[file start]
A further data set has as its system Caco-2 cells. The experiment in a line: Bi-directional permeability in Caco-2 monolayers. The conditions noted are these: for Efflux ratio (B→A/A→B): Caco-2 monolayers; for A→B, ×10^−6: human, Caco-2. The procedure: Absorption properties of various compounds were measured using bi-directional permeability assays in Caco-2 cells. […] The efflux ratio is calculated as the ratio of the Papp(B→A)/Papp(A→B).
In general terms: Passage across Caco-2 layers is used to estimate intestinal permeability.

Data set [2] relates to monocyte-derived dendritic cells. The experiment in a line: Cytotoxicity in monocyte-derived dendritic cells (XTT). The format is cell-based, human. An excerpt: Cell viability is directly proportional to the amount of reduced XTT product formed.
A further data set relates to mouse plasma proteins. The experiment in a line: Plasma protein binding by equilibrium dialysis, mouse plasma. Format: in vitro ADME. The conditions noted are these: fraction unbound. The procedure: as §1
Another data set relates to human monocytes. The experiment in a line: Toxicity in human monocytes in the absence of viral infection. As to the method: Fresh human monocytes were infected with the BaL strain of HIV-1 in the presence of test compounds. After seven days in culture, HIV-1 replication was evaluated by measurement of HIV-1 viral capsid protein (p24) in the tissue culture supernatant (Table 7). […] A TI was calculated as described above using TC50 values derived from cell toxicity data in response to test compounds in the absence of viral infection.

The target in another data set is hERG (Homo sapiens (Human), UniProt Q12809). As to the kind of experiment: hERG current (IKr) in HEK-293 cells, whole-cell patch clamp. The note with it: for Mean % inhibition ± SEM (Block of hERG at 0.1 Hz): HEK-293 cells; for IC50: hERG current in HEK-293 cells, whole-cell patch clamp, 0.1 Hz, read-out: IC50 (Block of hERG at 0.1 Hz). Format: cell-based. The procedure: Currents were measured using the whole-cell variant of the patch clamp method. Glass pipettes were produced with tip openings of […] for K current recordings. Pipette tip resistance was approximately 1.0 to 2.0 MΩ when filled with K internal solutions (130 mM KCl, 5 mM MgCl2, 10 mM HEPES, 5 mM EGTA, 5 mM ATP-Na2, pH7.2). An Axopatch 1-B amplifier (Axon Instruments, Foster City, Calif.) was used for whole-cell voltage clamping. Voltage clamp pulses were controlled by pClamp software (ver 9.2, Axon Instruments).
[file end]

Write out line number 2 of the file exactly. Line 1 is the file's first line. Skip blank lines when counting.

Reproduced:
In general terms: Passage across Caco-2 layers is used to estimate intestinal permeability.